Robert Turner's exhilarating and profound music stems, in part, from his minute analysis of the music of fellow international composers. In Europe and the U.S., through study, travel and personal discourse, he has shared ideas and learned from Messiaen, Britten, Berio, Andriessen, Stockhausen, Britten, Copland, William Schuman, Elliot Carter and Roy Harris as well as the many conductors and performers who have played his music.
Turner's "undoctrinaire openness of response seems to be the key to his work", wrote Peter Garvie (former CBC colleague) in 1969. "His...output is thoughtful and distinguished. His music has no dogmatic allegiance (he uses serial technique freely when it suits him), but nourishes its roots in human experience and its power to communicate directly. It can be gay without being slick, and deeply felt without losing balance and clarity."
In 2006, composer Sid Robinovitch wrote, "One of the features of Dr. Turner's music that is most apparent to me is its distinctively North American quality. I believe that his music has achieved what is characteristic of the great composers of this continent such as Copland, Harris, and Ives: it has absorbed the concrete realities of the world around us and, through wide-ranging artistic reflection, presents a mature vision of what we are all about."
Suite for Harp (1957)
Vestiges (1987) "traces left by something vanished or lost"
The three epigrammatic pieces making up VESTIGES are an attempt to relect this defnition through a sequence of original musical ideas in a conservative and eclectic contemporaneous idiom. The tonal centres of the three are B, A, and A flat, respectively.
The first piece is slow and somewhat melancholy. A right-hand melody with triplet accompaniment is heard against a descending whole-tone scale in the left hand. A more sonorous middle section rises to a climax, bringing a return of the first section but with the hands reversed. The second is a fast "Dance Macabre". Loud, marked chords using all twelve tones introduce a facetious theme in polka rhythm. This is repeated following a contrasting jazzy bit, and ends with a forceful coda.
The third piece begins with a slow, expressive melody over a series of rolled chords. This is repeated with the melody varied in eighths. The eighth-note movement slides into sixteenths softly in both hands, three octaves apart through all twelve keys "una corda" throughout, suggesting a sudden ghostly breeze. The opening section returns in reverse order and finally fades away to nothing.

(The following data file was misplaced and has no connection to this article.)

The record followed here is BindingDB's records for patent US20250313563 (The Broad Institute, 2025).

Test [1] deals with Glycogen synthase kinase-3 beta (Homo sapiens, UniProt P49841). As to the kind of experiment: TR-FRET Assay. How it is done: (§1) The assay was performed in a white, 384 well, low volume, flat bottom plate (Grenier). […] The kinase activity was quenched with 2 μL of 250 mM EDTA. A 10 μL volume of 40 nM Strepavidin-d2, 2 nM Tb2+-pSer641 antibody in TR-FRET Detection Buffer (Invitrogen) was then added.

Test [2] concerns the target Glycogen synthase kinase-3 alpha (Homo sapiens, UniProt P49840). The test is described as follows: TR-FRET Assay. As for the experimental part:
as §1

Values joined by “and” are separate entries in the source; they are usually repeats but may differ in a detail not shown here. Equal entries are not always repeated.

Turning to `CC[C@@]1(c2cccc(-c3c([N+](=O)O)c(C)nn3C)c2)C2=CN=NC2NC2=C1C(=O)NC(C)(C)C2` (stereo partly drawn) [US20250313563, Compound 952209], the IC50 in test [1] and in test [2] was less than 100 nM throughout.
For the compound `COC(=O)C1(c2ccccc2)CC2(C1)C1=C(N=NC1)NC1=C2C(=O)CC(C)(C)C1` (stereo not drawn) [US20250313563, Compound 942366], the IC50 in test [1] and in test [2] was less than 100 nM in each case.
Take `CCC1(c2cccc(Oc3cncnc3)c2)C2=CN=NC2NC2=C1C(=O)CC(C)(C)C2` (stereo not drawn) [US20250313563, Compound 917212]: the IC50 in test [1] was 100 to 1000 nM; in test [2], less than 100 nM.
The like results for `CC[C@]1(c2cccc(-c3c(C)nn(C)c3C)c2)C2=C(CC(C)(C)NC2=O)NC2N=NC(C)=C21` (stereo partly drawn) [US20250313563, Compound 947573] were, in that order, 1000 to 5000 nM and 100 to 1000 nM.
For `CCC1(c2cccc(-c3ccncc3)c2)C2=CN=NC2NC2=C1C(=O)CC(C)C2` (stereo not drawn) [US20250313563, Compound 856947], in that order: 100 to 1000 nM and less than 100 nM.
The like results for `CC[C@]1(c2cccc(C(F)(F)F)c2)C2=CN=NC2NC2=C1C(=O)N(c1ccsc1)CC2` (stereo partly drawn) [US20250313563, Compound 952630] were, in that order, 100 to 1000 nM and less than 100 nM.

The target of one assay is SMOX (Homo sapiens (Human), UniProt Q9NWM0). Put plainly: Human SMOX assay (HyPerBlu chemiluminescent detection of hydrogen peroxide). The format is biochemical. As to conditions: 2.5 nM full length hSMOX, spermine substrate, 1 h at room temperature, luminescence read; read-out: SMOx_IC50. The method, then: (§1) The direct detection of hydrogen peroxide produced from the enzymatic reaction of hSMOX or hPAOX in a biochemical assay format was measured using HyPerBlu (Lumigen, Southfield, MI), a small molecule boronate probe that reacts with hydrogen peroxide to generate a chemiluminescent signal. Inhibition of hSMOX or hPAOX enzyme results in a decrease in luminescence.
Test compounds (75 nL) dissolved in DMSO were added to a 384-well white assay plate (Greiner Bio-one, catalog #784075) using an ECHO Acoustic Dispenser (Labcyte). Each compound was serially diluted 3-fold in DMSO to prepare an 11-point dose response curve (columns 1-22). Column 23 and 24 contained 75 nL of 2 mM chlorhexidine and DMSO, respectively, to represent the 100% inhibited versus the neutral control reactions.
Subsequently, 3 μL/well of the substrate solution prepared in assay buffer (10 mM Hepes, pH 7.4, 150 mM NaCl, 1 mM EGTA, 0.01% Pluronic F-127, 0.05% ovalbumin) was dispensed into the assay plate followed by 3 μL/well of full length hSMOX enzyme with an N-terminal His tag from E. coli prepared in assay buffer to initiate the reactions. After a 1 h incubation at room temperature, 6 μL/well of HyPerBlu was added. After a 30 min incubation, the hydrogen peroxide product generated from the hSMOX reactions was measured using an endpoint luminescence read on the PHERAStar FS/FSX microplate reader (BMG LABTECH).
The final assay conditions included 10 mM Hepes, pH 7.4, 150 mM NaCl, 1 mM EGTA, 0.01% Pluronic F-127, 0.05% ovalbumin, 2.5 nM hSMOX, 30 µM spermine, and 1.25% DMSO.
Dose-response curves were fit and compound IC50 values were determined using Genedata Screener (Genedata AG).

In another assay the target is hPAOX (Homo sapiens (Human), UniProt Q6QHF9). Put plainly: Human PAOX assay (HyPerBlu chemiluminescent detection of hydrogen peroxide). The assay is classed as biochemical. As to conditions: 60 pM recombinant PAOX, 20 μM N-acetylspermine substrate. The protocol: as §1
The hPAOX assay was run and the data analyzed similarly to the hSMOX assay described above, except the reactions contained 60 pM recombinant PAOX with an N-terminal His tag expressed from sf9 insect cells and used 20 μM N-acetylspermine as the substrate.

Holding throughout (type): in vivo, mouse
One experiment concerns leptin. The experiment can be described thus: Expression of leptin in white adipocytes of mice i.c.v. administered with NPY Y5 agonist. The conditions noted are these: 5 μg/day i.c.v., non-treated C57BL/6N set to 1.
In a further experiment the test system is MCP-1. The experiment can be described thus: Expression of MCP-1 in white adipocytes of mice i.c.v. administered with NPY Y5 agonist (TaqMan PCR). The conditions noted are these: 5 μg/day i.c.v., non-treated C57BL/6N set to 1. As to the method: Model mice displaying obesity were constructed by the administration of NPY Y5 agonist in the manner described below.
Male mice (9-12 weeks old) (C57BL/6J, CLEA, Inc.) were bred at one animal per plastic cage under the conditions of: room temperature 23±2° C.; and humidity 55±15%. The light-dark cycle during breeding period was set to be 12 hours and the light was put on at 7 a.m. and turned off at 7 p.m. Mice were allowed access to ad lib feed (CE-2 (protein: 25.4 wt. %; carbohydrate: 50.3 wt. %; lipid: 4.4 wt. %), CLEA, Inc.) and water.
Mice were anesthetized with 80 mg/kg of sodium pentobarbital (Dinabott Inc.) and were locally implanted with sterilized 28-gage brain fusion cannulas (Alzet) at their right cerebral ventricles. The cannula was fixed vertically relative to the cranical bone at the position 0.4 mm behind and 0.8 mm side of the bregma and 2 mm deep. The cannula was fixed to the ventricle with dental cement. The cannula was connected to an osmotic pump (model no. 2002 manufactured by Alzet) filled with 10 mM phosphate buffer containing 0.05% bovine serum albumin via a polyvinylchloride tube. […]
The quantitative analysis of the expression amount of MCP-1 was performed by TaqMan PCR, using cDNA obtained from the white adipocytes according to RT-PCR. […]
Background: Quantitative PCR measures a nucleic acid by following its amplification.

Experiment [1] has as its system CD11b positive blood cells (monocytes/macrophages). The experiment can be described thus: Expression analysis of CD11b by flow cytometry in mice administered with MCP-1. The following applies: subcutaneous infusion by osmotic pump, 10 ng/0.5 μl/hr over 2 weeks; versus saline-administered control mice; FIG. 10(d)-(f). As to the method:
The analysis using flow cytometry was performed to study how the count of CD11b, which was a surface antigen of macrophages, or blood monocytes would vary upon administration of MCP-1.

The whole work employs a number of keyboard and pedal techniques to effectively project its themes and moods.
Fantasy and Festivity (1970)
Before completing this work, Robert Turner studies Calos Salzedo's modern harp techniques, incorporating many exciting colouristic effects. The work is based on the Southern shape-mate hymn "Wondrous Love", the use of the themem varying between traditional and more contemporary styles.
The work is in two movements entitled "Fantasy" and "Festivity", separated by a cadenza-like transition.
Sonata Lyrica (1955-1963)
I - a lyrical 13-bar theme provides the material for nine continuous variations.
II - wistful and wayward in character, approximating 'scherzo and trio' form.
III - in ternary form, with a chorale-like first and third part, and a more dramatic middle section.
IV - a playful, 12-tone main theme alternates with episodes based on themes from the previous movements.
Six Voluntaries (1959)
These works are all based on the same twelve-tone theme, although not treated in a strict serial manner. In fact, they might be considered to be in the nature of sketches or improvisations. The first is a Prelude constructed in two halves: the second being the exact retrograde of the first. The second work is a three-part Fugue in the style of Bach's Trio Sonatas. The third is an Aria for manuals only in simple ABA form and the fourth is a Toccata for pedals only. The fifth is a Chorale and the last, a Capriccio, also in tripartite form.
Dr. Robert Turner - In 2010
Listing of Dr. Turner's Complete Works (pdf)
Robert Turner's Solo Works for Harp, Organ & Piano
Amoroso Canto: Choral Music of Robert Turner
performed by Canzona